Table of Contents Author Guidelines Submit a Manuscript
Journal of Nanomaterials
Volume 2008, Article ID 267161, 9 pages
Research Article

Pressure and Temperature Effects on Stoichiometry and Microstructure of Nitrogen-Rich TiN Thin Films Synthesized via Reactive Magnetron DC-Sputtering

Department of Mechanical Engineering, Bourns College of Engineering, University of California, Riverside, CA 92521, USA

Received 1 September 2007; Accepted 11 January 2008

Academic Editor: Jun Lou

Copyright © 2008 E. Penilla and J. Wang. This is an open access article distributed under the Creative Commons Attribution License, which permits unrestricted use, distribution, and reproduction in any medium, provided the original work is properly cited.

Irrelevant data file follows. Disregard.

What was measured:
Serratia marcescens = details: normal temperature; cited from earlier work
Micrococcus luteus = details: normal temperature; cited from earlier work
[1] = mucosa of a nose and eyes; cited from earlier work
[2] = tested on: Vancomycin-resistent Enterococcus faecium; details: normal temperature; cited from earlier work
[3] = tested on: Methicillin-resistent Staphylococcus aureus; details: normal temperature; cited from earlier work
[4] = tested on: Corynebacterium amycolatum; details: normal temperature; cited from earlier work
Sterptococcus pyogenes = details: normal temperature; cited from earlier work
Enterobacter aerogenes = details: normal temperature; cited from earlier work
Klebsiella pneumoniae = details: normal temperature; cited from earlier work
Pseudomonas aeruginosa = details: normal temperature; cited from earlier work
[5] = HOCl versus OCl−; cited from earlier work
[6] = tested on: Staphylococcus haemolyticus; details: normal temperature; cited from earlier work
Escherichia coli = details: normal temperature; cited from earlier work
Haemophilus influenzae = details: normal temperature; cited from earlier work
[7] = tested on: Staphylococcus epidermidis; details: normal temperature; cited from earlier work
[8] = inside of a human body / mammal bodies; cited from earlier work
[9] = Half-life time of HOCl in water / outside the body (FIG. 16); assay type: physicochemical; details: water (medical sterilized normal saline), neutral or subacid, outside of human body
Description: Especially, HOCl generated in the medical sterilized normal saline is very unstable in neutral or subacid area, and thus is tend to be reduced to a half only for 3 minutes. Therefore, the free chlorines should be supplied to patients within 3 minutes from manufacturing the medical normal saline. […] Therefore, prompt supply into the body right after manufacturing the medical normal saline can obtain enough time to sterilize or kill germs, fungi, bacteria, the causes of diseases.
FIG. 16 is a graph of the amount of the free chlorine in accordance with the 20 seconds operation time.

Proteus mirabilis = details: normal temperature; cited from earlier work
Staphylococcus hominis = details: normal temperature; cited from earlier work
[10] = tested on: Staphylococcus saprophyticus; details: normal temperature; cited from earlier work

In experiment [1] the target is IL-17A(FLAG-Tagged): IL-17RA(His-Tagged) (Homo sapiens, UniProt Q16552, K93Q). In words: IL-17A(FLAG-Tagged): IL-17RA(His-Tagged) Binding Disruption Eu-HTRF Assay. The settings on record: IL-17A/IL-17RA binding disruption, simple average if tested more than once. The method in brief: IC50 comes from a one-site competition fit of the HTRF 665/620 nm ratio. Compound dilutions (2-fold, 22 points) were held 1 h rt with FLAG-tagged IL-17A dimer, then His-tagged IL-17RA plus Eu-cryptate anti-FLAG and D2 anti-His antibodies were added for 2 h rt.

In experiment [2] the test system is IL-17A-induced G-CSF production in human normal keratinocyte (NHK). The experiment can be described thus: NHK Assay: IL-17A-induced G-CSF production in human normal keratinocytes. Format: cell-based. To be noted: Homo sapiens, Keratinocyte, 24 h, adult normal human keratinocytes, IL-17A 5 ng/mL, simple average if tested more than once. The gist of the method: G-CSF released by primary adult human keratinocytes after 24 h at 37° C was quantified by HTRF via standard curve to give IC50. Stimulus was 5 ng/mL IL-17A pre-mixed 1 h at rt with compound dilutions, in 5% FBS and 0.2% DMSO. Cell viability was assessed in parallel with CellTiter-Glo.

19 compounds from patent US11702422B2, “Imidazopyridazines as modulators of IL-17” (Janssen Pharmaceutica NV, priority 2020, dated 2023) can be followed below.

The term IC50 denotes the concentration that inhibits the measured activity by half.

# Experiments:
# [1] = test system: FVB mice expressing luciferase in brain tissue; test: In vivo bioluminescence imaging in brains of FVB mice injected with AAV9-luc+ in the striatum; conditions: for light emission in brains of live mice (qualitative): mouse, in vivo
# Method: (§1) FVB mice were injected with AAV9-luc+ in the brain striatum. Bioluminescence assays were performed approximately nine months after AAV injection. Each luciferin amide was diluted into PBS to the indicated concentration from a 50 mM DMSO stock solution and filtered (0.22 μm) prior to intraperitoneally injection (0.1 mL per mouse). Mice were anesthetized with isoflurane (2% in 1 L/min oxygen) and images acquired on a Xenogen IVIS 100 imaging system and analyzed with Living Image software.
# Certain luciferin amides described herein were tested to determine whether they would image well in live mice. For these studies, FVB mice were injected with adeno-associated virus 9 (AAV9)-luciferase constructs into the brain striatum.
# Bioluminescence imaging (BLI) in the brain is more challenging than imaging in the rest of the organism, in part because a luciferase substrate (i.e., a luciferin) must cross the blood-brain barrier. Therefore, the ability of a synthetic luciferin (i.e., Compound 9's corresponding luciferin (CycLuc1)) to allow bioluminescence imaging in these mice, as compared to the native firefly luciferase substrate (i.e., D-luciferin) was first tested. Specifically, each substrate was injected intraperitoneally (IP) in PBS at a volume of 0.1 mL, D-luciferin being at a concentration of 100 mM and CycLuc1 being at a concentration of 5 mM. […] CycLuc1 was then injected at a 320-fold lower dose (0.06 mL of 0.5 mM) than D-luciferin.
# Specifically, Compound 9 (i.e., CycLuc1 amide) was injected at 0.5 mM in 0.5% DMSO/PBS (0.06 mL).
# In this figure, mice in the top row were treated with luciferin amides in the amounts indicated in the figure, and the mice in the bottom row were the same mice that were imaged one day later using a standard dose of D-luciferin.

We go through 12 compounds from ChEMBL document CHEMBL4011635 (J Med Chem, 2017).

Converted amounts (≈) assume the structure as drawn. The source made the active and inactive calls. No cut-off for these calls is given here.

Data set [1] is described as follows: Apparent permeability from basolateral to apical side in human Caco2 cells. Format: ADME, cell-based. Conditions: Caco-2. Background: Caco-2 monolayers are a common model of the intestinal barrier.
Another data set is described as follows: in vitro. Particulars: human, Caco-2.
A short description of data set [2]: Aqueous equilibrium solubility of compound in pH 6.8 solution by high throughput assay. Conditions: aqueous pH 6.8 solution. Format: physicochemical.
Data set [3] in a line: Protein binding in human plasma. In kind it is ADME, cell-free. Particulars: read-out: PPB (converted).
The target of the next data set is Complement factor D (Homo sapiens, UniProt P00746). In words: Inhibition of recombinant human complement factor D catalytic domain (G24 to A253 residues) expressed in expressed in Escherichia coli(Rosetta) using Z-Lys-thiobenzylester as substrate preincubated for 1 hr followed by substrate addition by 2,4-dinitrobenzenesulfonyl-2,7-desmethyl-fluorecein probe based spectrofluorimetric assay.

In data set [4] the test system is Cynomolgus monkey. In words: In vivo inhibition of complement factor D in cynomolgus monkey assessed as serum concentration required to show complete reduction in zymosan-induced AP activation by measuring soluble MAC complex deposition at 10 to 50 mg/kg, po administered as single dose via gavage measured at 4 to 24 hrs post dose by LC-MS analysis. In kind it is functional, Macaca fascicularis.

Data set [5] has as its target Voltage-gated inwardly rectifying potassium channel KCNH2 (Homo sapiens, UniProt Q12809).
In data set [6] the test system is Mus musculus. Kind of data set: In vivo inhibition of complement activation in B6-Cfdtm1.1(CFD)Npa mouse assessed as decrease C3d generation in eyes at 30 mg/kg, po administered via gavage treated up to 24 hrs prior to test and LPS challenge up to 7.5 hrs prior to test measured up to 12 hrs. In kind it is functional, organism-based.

Nitrogen-rich titanium nitride (TiN) thin films containing excess nitrogen up to 87.0 at.% were produced on (100) Si substrates via the reactive magnetron DC-sputtering of a commercially available 99.995 at.% pure Ti target within an argon-nitrogen (Ar- ) atmosphere with a 20-to-1 gas ratio. The process pressure ( ) and substrate temperature ( ) at which deposition occurred were varied systematically between 0.26 Pa–1.60 Pa and between , respectively, and their effects on the chemical composition, surface morphology, and preferred orientation were characterized by energy dispersive X-ray spectroscopy (EDS), field emission scanning electron microscopy (FE-SEM), and X-ray diffraction (XRD). The EDS analysis confirms increasing nitrogen content with increasing and . The SEM images reveal a uniform and crystallized surface morphology as well as a closely packed cross-sectional morphology for all crystalline films and a loosely packed cross-sectional morphology for amorphous films. Films produced at lower and have a pyramidal surface morphology which transitions to a columnar and stratified structure as and increase. The XRD analysis confirms the existence of only the -TiN phase and the absence of other nitrides, oxides, and/or sillicides in all cases. It also indicates that at lower and , the preferred orientation relative to the substrate is along the (111) planes, and that it transitions to a random orientation along the (200), (220), and (311) planes as and increase and these results correlate with and qualify those observed by SEM.